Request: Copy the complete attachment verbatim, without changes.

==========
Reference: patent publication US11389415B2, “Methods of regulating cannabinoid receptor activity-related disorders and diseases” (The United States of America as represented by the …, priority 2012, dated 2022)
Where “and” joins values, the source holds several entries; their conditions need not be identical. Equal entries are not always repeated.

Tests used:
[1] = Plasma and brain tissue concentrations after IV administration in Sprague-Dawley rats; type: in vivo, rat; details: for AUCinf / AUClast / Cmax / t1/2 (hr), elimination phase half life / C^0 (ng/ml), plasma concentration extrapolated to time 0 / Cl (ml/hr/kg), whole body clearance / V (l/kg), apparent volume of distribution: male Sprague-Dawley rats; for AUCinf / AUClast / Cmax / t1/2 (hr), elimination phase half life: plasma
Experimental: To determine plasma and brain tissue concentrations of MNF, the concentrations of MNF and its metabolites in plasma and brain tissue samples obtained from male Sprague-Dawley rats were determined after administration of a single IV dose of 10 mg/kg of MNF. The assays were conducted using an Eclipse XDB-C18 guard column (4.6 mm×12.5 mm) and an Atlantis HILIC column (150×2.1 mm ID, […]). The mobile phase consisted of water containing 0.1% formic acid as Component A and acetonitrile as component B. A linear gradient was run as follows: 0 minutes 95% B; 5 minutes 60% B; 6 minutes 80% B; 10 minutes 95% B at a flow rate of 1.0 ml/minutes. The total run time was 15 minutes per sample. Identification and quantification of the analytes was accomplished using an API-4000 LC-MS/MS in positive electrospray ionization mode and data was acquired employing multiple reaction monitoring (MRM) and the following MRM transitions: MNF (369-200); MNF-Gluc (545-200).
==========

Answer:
Reference: patent publication US11389415B2, “Methods of regulating cannabinoid receptor activity-related disorders and diseases” (The United States of America as represented by the …, priority 2012, dated 2022)
Where “and” joins values, the source holds several entries; their conditions need not be identical. Equal entries are not always repeated.

Tests used:
[1] = Plasma and brain tissue concentrations after IV administration in Sprague-Dawley rats; type: in vivo, rat; details: for AUCinf / AUClast / Cmax / t1/2 (hr), elimination phase half life / C^0 (ng/ml), plasma concentration extrapolated to time 0 / Cl (ml/hr/kg), whole body clearance / V (l/kg), apparent volume of distribution: male Sprague-Dawley rats; for AUCinf / AUClast / Cmax / t1/2 (hr), elimination phase half life: plasma
Experimental: To determine plasma and brain tissue concentrations of MNF, the concentrations of MNF and its metabolites in plasma and brain tissue samples obtained from male Sprague-Dawley rats were determined after administration of a single IV dose of 10 mg/kg of MNF. The assays were conducted using an Eclipse XDB-C18 guard column (4.6 mm×12.5 mm) and an Atlantis HILIC column (150×2.1 mm ID, […]). The mobile phase consisted of water containing 0.1% formic acid as Component A and acetonitrile as component B. A linear gradient was run as follows: 0 minutes 95% B; 5 minutes 60% B; 6 minutes 80% B; 10 minutes 95% B at a flow rate of 1.0 ml/minutes. The total run time was 15 minutes per sample. Identification and quantification of the analytes was accomplished using an API-4000 LC-MS/MS in positive electrospray ionization mode and data was acquired employing multiple reaction monitoring (MRM) and the following MRM transitions: MNF (369-200); MNF-Gluc (545-200).